GnuPG encryption with key file

Peter Lebbing peter at
Fri Mar 28 12:48:52 CET 2014

On 27/03/14 16:52, Peter Lebbing wrote:
> Plus that it has the same problems as
> $ echo mysecret|gpg --passphrase-fd 0
> [...]
> Also, key files easily lead to security-by-obscurity implementations where
> people think "an attacker doesn't know which file I use", whereas the attacker
> thinks "let's try all files, that's computationally feasible".

I suddenly realise that in the "problems" I mention I'm making the exact same
mistake as the one I'm warning for: I'm assuming that it is secret which file
you use, rather than that the contents of the file is secret.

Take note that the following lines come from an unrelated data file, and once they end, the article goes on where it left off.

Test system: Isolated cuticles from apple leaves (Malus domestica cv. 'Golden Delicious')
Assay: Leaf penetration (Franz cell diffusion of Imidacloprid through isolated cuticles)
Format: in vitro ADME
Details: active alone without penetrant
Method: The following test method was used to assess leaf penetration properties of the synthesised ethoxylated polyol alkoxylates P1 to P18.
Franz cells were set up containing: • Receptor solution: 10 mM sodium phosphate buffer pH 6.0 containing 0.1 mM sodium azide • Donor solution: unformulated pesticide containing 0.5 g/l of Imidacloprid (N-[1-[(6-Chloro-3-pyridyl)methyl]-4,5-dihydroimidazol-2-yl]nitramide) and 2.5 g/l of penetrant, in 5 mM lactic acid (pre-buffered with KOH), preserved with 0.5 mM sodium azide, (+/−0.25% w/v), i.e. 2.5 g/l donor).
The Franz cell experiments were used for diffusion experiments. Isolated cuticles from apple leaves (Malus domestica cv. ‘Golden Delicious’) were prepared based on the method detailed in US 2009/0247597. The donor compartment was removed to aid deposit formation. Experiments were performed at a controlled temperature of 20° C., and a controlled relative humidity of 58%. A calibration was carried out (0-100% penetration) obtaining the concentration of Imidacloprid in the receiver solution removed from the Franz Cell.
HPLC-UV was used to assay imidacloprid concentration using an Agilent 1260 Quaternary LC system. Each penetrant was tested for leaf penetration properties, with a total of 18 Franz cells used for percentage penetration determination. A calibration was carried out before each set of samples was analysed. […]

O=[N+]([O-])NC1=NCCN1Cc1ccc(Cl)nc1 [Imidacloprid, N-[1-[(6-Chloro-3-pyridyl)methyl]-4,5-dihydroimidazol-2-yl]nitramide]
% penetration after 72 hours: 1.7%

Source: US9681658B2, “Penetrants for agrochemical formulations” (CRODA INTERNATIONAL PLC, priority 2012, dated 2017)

If some other user on a multi-user system can see which file I'm using, but
doesn't have the rights to access the contents of that file, they are none the

So the "key file" method /is/ better than echo passphrase. It's still a risky
thing to use, in my opinion, though. And the hack presented doesn't allow for
the common scenario: a key file *as well as* a password. It might be possible to
hack that in as well.



I use the GNU Privacy Guard (GnuPG) in combination with Enigmail.
You can send me encrypted mail if you want some privacy.
My key is available at <>

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